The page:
Beijing, 16 August 2013

Another phenomenon of this hot and muggy season is the crickets. Every tree, every bush, every blade of grass seems to host a multitude of crickets chirping like crazy. “Chirping” does not adequately describe the thunderous noise the crickets are making. Indeed, last weekend, when my wife and I were walking along a tree-shaded street, the noise in the foliage above our heads was so loud that we both instinctively looked up, half expecting to see a giant, four-foot cricket come tumbling down onto our heads.

A little navigation around my favourite fact-checking site – Wikipedia – has informed me that only male crickets chirp – or stridulate if one wants to be formally correct. They do so for one of four reasons: to attract females (“fairly loud”); to court a nearby female (“very quiet”); to chase off other males hanging around (“aggressive”); and to celebrate a bout of successful copulation (noise levels not defined). Since the noise they are currently making is so deafening, I presume we are witnessing either the first or the third of these stridulatory chants (I sort of assume – by extension of human behaviour – that post-copulatory stridulation will be merely a contented buzz). Not surprising, really, since Wikipedia informs me that crickets mate in the late summer. I presume that every male cricket in Beijing is currently hot under the collar and on the prowl.

Wikipedia has also corrected a fundamental misunderstanding on my part. I had always thought that crickets chirp – sorry, stridulate – by rubbing their legs together. Not so! They rub their wings together. One wing has a large vein – the “stridulatory organ” – which runs along the bottom of it and is covered with teeth. By rubbing the other wing along the teeth, our friend Cricket gets his chirp. And by holding his wings up and open when he does this, he gets a loudspeaker effect. Very clever.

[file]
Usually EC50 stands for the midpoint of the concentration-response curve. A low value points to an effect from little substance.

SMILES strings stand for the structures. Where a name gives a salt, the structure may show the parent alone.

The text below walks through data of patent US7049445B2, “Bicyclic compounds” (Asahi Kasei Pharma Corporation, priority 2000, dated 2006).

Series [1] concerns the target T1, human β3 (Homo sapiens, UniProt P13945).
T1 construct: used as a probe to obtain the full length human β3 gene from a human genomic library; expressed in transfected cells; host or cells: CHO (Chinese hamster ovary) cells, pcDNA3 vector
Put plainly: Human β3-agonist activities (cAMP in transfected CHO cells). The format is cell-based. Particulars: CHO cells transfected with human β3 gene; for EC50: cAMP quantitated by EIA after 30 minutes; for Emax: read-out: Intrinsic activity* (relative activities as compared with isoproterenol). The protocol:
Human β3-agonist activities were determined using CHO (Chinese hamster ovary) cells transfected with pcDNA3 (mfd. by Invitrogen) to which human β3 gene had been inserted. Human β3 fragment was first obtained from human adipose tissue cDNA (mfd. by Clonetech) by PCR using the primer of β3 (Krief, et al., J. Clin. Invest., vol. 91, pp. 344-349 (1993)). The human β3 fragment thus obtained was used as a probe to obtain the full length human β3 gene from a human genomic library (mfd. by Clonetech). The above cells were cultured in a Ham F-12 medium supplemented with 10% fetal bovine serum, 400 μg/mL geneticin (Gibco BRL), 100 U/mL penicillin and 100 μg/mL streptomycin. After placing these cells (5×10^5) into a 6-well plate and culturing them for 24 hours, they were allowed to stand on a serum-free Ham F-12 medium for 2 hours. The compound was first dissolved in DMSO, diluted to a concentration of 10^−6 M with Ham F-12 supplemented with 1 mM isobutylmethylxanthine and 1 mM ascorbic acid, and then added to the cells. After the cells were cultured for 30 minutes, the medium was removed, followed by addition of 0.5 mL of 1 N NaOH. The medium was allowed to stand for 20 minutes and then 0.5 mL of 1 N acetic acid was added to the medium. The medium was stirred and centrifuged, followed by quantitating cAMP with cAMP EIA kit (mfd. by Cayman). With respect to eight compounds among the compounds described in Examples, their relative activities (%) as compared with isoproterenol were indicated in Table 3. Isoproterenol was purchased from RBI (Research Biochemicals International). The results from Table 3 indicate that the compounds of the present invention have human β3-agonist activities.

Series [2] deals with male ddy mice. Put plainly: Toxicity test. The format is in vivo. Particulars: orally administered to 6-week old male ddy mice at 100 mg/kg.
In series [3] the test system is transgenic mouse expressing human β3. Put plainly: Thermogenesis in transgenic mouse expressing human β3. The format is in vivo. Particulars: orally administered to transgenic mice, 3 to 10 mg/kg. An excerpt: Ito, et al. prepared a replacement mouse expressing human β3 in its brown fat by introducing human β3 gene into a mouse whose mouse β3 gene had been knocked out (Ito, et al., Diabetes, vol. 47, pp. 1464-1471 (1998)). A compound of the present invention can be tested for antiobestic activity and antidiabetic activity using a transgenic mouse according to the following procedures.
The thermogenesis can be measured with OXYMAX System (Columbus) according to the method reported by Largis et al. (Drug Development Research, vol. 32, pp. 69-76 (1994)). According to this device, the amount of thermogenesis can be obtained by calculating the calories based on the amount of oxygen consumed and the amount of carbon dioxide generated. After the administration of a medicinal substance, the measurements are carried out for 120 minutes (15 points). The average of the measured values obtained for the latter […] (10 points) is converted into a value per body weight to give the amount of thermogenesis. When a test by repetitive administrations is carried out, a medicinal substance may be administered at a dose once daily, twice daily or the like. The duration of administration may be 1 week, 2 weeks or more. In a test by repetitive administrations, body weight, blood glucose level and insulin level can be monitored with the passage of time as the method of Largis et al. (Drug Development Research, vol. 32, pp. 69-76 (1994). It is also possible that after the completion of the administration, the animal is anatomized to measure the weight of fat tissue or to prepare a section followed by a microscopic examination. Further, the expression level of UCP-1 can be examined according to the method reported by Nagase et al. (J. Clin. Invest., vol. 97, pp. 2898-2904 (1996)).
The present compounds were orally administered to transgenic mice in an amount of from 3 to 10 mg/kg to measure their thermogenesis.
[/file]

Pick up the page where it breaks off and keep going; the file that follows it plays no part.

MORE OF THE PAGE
I am moved at this point to insert a few photos of crickets, even though I know that my wife will not appreciate them much. Creepy-crawlies are not her thing and these close-ups of crickets make them out to be quite creepy-crawly.



I suppose one of the things that foreigners – or at least Western foreigners – in China find odd is the important role which crickets have played, and continue to play,  in China as pets.  To be honest, I personally find it very strange that anyone would want a cricket as a pet. Don’t get me wrong, I find it admirable for people to have small pets – I think it’s ridiculous, even cruel, to have large dogs as pets in a crowded city, for instance – but I think mice is about the smallest one should reasonably go. Having an insect as a pet seems frankly contrarian, especially since their life expectancy is low to very low: for instance, an adult cricket lives about a month before it kicks the bucket, shuffles off its mortal coil, runs down the curtain, and joins the choir invisible (as John Cleese memorably put it in the Monty Python skit about the dead Norwegian parrot).

But important they have been. Over the centuries, Chinese have lovingly built cages for their cricket pets, using materials which go from the most precious to the most humble:


cricket cage-3-jade


cricket cage-9-ivory

Ceramic (this particular version has some rather naughty pictures on it):

cricket cage-12-ceramic

Ox bone:

cricket cage-6-ox bone


cricket cage-11-zicha


cricket cage-1-bamboo

There was even a cottage industry – controlled by the Emperor’s household, presumably because it was so lucrative – in growing special gourds to be used as cricket cages:

cricket cage-10-gourd

And of course crickets have graced Chinese scrolls:

scroll with cricket-1

scroll with cricket-3

The extraordinary thing is that crickets still play a role in Chinese life. Here is a picture I took outside some pet shops in Shanghai. This is a string of cricket cages, made of humble raffia or something similar

cricket cages Shanghai 001

while this is a close-up of another string, in even humbler plastic, where you can see the crickets inside, waiting for their new masters.

cricket cages Shanghai 002

The Chinese even used crickets to hold cricket fights.  They still do.

cricket fighting

This I have not seen yet. I wonder if English bookies could get into this game.

english bookies-2

And with that, I wish you goodnight through the most famous cricket of all, Jiminy Cricket:

Jiminy Cricket


Green cricket:
Brown cricket:
Cricket cages-jade:
Cricket cage-9:
Cricket cage-ceramic:
Cricket cage-ox-bone:
Cricket cage-metal:
Cricket cage-bamboo:
Cricket cage-gourd:
Scroll with cricket-1:
Scroll with cricket-3:
Cricket fighting:
English bookies:
Jiminy Cricket:×576.jpg